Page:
Friday, July 16, 2010

The gift of decluttering

Simplifying the crap in your life takes a massive amount of effort.

Keeping it that way can take a sheer act of God.

Not acquiring even more stuff along the way that you still don't need (despite what the nice lady on television or your peers tell you), takes a deliberate effort.

Everything in our country works directly against simplification. We are raised to be consumers, instead of producers.

Consumer or a producer? This isn't the kind of question I have asked myself once. Regularly I stop and evaluate, "Which one am I, right now? Which one do I do more of with my time and my energy? When I am consuming, is it consumption of things that will disappear quickly or land in a dumpster somewhere ... or am I sucking up renewable resources like happiness and love and laughter and conversation?"

When you force yourself to work through those questions, you have set yourself up for the absolute necessity to declutter, ya' know ... if you still plan to live with yourself.

It's the sentimental items that get most people's goats. I have worked my way through most of mine, and realized I don't need 12 objects to remember one person or one event in my life. In a land of Netflix, that DVD collection is losing its significance. Most media can be digitized and even stored online.

Nancy McGivney, a professional organizer and owner of Getting Things Done, suggests taking a picture of the objects you are having a difficult time parting with. I love that idea. You can digitize it (no more wasting space) and you can pass it on to someone who needs it and will use it right now. You are letting it go physically, holding on to the visual memory, yet passing it on to better care for yourself, others and the planet. Beautiful.

SIDE NOTE: If you are going to donate your extra's, make sure you know where they are going. Be deliberate about it. Find out why some thrift stores will not send clothes to "developing nations" - for the greater good.

I have to declutter fairly often. I swear, my kids crap clutter. Even they were shocked to face the truth of how they hold on to every little thing without a thought as to how it is suffocating the entire house or family experience.

Case in point: four of the kids and I went out to tackle the minivan this week. Everyone was armed with cleaning spray, an old cloth and a trash sack. One of my son's declared, "Okay, my spot is looking good!" I suggested he might want to bend down and look under that seat. He was mortified. We were all a little nervous that we might, indeed, have another family member that we were going to unearth in the middle of all of the old crayons, trinkity toys and bits of paper from Scout meetings and long trips.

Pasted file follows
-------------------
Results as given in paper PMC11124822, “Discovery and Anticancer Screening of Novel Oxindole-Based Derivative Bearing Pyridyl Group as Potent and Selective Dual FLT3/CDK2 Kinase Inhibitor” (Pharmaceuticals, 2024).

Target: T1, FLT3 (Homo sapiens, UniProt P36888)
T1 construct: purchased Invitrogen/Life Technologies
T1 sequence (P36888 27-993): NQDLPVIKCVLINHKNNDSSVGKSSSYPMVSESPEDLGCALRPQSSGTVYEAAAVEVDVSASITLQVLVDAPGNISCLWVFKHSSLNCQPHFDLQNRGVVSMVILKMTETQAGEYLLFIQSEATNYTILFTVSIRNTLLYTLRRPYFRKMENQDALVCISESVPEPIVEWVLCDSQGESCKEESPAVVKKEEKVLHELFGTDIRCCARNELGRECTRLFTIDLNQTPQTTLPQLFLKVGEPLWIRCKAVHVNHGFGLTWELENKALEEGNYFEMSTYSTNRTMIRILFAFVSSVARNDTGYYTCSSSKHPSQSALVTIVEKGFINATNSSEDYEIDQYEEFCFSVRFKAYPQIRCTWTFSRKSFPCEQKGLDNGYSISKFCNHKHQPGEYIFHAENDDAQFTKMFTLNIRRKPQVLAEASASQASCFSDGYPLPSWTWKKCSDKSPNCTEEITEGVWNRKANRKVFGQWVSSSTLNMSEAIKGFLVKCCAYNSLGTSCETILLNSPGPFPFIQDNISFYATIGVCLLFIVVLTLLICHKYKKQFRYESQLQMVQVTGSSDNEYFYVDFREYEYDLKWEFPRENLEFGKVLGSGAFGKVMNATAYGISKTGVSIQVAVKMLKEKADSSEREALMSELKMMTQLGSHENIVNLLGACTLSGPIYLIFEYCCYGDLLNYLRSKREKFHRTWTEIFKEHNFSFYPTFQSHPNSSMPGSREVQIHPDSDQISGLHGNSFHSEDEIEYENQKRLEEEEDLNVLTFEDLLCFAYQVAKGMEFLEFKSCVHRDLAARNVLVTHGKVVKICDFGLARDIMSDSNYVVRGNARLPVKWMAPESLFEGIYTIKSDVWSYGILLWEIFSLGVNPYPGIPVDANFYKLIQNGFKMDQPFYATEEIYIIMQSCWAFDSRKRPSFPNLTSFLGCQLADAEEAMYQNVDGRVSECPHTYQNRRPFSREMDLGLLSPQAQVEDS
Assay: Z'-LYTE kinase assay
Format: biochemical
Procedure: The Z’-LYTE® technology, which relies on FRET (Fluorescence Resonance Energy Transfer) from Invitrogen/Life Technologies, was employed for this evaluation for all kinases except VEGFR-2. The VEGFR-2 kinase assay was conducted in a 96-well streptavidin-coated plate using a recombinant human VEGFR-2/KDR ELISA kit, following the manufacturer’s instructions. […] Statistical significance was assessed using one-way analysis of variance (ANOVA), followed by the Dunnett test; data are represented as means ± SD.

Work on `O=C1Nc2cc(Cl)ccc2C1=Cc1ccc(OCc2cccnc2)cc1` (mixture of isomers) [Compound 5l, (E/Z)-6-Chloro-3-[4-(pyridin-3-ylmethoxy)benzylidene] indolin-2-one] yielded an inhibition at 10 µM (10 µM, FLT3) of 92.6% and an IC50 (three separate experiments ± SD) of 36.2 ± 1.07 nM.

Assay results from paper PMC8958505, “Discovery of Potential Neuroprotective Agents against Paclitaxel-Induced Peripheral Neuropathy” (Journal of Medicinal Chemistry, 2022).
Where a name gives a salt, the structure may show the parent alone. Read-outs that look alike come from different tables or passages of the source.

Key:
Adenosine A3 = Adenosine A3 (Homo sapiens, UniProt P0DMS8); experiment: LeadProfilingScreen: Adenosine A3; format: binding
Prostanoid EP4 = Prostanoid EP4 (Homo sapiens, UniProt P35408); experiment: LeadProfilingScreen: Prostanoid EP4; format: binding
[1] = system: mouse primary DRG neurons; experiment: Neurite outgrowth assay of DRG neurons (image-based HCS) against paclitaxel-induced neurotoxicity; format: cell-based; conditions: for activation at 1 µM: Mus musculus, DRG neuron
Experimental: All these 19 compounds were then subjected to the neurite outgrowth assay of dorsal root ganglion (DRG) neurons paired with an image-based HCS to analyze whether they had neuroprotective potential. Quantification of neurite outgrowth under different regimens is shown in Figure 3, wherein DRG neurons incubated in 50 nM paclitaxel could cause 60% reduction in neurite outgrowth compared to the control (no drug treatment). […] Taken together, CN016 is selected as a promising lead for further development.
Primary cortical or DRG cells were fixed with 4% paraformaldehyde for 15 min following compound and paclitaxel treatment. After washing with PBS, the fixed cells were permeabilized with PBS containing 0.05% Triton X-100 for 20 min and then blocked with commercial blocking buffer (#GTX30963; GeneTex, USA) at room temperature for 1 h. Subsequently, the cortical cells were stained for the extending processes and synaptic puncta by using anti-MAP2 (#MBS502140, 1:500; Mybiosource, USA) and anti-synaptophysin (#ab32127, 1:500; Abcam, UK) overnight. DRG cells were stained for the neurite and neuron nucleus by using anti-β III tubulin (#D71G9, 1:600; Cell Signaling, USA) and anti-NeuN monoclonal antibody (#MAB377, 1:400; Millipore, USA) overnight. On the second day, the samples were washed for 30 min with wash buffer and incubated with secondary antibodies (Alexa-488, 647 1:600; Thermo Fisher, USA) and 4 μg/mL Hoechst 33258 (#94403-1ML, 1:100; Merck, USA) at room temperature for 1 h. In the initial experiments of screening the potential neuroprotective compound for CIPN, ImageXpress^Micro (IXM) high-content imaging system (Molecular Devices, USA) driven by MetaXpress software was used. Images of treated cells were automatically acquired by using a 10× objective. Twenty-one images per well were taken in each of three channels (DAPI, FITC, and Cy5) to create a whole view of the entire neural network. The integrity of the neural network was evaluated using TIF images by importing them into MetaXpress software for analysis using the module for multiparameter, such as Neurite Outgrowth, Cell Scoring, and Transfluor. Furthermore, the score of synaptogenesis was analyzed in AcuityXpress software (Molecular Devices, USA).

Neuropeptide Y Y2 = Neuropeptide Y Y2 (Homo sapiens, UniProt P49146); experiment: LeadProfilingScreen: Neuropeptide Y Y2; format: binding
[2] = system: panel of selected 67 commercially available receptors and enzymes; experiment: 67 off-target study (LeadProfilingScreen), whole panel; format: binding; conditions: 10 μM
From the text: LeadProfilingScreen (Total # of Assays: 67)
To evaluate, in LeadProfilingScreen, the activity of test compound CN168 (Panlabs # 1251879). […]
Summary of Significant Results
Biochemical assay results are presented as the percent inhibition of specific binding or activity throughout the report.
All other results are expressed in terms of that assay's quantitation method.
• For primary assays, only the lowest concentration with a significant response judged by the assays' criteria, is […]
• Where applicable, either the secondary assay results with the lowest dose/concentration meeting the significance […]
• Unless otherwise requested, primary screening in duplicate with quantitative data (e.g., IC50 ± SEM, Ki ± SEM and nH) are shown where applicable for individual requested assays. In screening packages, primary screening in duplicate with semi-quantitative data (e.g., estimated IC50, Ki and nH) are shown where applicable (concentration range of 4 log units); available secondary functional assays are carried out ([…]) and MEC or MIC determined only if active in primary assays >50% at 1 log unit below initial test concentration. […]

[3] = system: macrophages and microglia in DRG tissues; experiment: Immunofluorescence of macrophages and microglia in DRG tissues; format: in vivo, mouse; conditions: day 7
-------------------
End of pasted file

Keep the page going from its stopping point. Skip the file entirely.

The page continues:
Thankfully, there were no extra humans or animals discovered in the process. Nope. But the kids discovered that they smiled more and felt a new sense of energy being surrounded by one another, instead of so much ... stuff.

Some good helps:

Fly Lady's Declutter Fly Lesson

The DeClutter Project: Heirlooms and Sentimental Items

Zen Mind: How to DeClutter

Mommy Savers discussion on decluttering sentimental items

(photo by michael lorenzo, used with permission)


Kim said...

Love it! We're in the process of de-clutterng the entire house and it's taking FOREVER! (Although, I guess we should give ourselves a break - with a 5 month old and 2 year old, getting things done is time consuming when we want to be enjoying one another and the outdoors!)

How do you decide what to keep and what to pass on? Is there anything you choose to keep (trinkets, art, collectables, old letters, journals, etc)? I'd love to have most of our *stuff* gone, but I'd also love for my kids to have an old trunk of stuff of mine to go through when I'm gone! Hmmm ... I think I just had an idea ... only keep things that would be meaningful for the kids/hubby to go through when I'm gone ... don't burden them with useless things and the disposal of such.

Look at me work through my stuff :) Maybe hubby and I should each get a trunk for our "keepsakes" and as long as it fits in the trunk, it's fair to keep? I'm gonna chat with him about this!

Anonymous said...

You know, I always just assumed that Goodwill was giving those clothes away that they ship out - Thanks for the link - awareness is good!

I was able to request the movie referenced "T-Shirt Travels" just now at our library - looking forward to seeing it. Now it seems I need to research local donation options :)

Unknown said...

Kim, I just updated my post with some links for you!

Recovering Noah said...

Ooooh! I love the Thrift Store link! I checked it out and Sim and I are going to watch T-Shirt Travels tonight.

BTW, I need all your cool recs for when we're in Austin in 2 weeks. I mean, we've been to Austin thousands of times... but we've never seen it through Christine's eyes. ;-)


Leslie Richman said...

I really like this site on this subject.

I have an ongoing effort to simplify, and I love the satisfaction when I sit down in my house for a cup of coffee, look aound, and really realize the impact of a simple, well-kept space. Thanks for the post!

Julie said...

Uncluttering is painful, but feels so good aftewards! I love that because of moving around so much we have very few possession and our flat is wonderfully empty!

Another great site link (not mine!):
The editor (Erin Doland) also wrote a book about uncluttering everything in 7 days.